In an alternative embodiment shown in FIG. 6, the elongated guide tube surrounding section 68 is integrally formed with and extends from guide tube housing 30 to support thread 10. This embodiment is less preferred because the position of thread 10 along guide tube 28 cannot be adjusted. However, this alternative construction may be entirely satisfactory where full insertion of the trocar is expected, and illustrates another means of associating thread 10 with guide tube 28. In this embodiment thread 10 is engaged with the patient's skin by rotating the guide tube housing relative to the patient's skin.
To the extent not already indicated, it will be understood by those of ordinary skill in the art that any one of the various specific embodiments herein described and illustrated may be further modified to incorporate features shown in other of the specific embodiments, as desired. By way of example only, it is contemplated that a multiple start thread configuration may be employed to further ease insertion of the threads into tissue. It also will be understood that the finger gripping depressions may be disposed on the inner housing and the gripping projections on the outer housing, rather than as shown herein. It is also contemplated that the housing distal to the guide tube housing could comprise the inner housing with gripping fingers, in which case the proximal housing would preferably include a nesting area. Furthermore, the shape, configuration and construction materials for the penetration depth indicator and positioning device may be varied, as appropriate.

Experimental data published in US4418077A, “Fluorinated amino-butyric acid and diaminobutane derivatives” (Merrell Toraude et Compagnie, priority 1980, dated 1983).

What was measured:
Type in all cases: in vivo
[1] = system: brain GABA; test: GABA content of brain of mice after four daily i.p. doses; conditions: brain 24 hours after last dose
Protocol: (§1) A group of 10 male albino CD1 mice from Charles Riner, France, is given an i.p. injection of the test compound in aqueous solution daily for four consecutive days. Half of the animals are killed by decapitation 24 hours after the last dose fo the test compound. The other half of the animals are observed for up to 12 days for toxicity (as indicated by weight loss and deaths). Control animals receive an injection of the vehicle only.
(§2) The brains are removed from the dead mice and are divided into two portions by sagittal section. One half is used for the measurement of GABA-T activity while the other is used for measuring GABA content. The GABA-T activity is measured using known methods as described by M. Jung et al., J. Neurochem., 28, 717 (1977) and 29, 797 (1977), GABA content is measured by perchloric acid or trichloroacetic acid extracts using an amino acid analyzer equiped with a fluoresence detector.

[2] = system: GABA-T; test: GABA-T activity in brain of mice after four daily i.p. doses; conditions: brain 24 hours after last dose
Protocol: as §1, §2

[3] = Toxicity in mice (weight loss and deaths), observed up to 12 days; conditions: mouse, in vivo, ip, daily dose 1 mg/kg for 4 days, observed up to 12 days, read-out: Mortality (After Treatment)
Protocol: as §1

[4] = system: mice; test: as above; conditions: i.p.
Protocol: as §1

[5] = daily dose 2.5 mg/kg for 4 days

The invention in its broader aspects therefore is not limited to the specific embodiments herein shown and described, but departures may be made therefrom within the scope of the accompanying claims, without departing from the principles of the invention and without sacrificing its chief advantages.
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|U.S. Classification||606/108, 606/170, 604/274, 604/117, 604/115, 606/185, 604/165.01|
|Cooperative Classification||A61B17/3421, A61B2017/349|
|Nov 1, 2004||FPAY||Fee payment|
Year of fee payment: 4
|Nov 3, 2008||FPAY||Fee payment|
Year of fee payment: 8
|Nov 1, 2012||FPAY||Fee payment|
Year of fee payment: 12